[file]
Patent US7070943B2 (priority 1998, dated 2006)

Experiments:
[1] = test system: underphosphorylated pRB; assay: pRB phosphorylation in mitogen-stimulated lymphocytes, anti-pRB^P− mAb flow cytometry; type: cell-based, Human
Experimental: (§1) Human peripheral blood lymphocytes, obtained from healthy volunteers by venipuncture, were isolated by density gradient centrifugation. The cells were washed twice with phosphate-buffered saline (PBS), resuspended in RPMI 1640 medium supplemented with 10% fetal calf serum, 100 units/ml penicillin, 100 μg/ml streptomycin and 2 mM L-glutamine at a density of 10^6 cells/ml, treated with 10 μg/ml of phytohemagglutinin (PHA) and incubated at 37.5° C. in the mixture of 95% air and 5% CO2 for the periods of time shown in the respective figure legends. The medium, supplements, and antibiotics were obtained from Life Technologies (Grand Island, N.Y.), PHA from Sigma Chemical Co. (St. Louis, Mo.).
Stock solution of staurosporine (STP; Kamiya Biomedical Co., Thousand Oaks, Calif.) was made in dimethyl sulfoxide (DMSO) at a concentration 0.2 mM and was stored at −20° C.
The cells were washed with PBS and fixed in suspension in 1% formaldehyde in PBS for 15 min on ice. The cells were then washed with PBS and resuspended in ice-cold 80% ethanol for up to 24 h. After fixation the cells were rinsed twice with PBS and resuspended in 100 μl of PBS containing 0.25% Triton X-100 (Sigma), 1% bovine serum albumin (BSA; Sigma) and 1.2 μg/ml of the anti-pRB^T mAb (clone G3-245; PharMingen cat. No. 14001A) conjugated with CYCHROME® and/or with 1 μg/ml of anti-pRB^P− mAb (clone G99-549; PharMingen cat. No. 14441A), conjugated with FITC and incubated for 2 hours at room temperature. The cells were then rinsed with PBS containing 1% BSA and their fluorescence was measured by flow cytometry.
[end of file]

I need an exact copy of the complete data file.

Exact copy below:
Patent US7070943B2 (priority 1998, dated 2006)

Experiments:
[1] = test system: underphosphorylated pRB; assay: pRB phosphorylation in mitogen-stimulated lymphocytes, anti-pRB^P− mAb flow cytometry; type: cell-based, Human
Experimental: (§1) Human peripheral blood lymphocytes, obtained from healthy volunteers by venipuncture, were isolated by density gradient centrifugation. The cells were washed twice with phosphate-buffered saline (PBS), resuspended in RPMI 1640 medium supplemented with 10% fetal calf serum, 100 units/ml penicillin, 100 μg/ml streptomycin and 2 mM L-glutamine at a density of 10^6 cells/ml, treated with 10 μg/ml of phytohemagglutinin (PHA) and incubated at 37.5° C. in the mixture of 95% air and 5% CO2 for the periods of time shown in the respective figure legends. The medium, supplements, and antibiotics were obtained from Life Technologies (Grand Island, N.Y.), PHA from Sigma Chemical Co. (St. Louis, Mo.).
Stock solution of staurosporine (STP; Kamiya Biomedical Co., Thousand Oaks, Calif.) was made in dimethyl sulfoxide (DMSO) at a concentration 0.2 mM and was stored at −20° C.
The cells were washed with PBS and fixed in suspension in 1% formaldehyde in PBS for 15 min on ice. The cells were then washed with PBS and resuspended in ice-cold 80% ethanol for up to 24 h. After fixation the cells were rinsed twice with PBS and resuspended in 100 μl of PBS containing 0.25% Triton X-100 (Sigma), 1% bovine serum albumin (BSA; Sigma) and 1.2 μg/ml of the anti-pRB^T mAb (clone G3-245; PharMingen cat. No. 14001A) conjugated with CYCHROME® and/or with 1 μg/ml of anti-pRB^P− mAb (clone G99-549; PharMingen cat. No. 14441A), conjugated with FITC and incubated for 2 hours at room temperature. The cells were then rinsed with PBS containing 1% BSA and their fluorescence was measured by flow cytometry.